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Published: Friday February 14, 2014 MYT 3:20:02 PM
Updated: Friday February 14, 2014 MYT 3:20:02 PM

Cyprus telecoms, power, port workers strike over privatisation plans

NICOSIA (Reuters) - Hundreds of Cypriot state utility and port workers walked off the job on Friday over the government's privatisation plans, in the first mass protest against the terms of an international bailout brokered almost a year ago.

Staff at Cyprus telecoms CyTA and the Cyprus Ports Authority called a 24-hour strike, and the electricity authority a 12-hour stoppage from 0700 local time (0500 GMT).

Electricity transmission operators said some rolling blackouts were likely.

Cyprus's cabinet approved on Thursday a roadmap to privatise all three corporations. Under the terms of the bailout brokered with the EU and the IMF, the island nation must raise up to 1.4 billion euros from privatisations by 2018.

"Cyprus cannot be forced into fire sales of its assets in times of recession," said Andreas Panorkos, a representative of electricity workers.

The protest was rare in a country which has seen little industrial or social unrest in response to a bailout whose terms were tough even by euro zone standards.

In return for 10 billion euros in aid which pulled it back from the brink of bankruptcy, Cyprus had to shut a major loss-making bank, and eat into depositors' savings above 100,000 euros to salvage another.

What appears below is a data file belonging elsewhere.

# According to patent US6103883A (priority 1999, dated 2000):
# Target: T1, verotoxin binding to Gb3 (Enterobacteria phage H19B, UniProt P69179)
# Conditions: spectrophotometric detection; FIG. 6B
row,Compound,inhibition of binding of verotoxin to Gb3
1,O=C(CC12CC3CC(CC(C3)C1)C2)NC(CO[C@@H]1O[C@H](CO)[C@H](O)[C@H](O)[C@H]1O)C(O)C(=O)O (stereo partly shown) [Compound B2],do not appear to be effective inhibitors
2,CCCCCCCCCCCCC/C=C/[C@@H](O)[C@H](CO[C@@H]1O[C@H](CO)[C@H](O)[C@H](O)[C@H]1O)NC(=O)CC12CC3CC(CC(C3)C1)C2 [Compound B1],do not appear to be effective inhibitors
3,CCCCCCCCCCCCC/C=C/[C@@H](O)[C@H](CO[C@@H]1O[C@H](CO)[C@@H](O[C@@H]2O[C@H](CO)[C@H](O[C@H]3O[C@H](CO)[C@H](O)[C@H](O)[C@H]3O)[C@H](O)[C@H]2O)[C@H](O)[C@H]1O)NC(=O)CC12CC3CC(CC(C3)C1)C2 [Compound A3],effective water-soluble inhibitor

Finance Minister Harris Georgiades said strike action risked undermining the good image Cyprus had with its lenders because of its commitment to face its economic problems head on.

The island has received plaudits for its economic adjustment, most recently on Tuesday, when a review found Cyprus had exceeded its targets.

Passage of the privatisation plan by parliament is necessary for Cyprus to receive the next tranche of aid worth 236 million. It was due to be discussed in parliament next week.

"We need to take this step not only to meet obligations with lenders, but also to attract investment," Georgiades told the public broadcaster. Workers' rights would in no way be affected, he said.

(Reporting by Michele Kambas; Editing by John Stonestreet)

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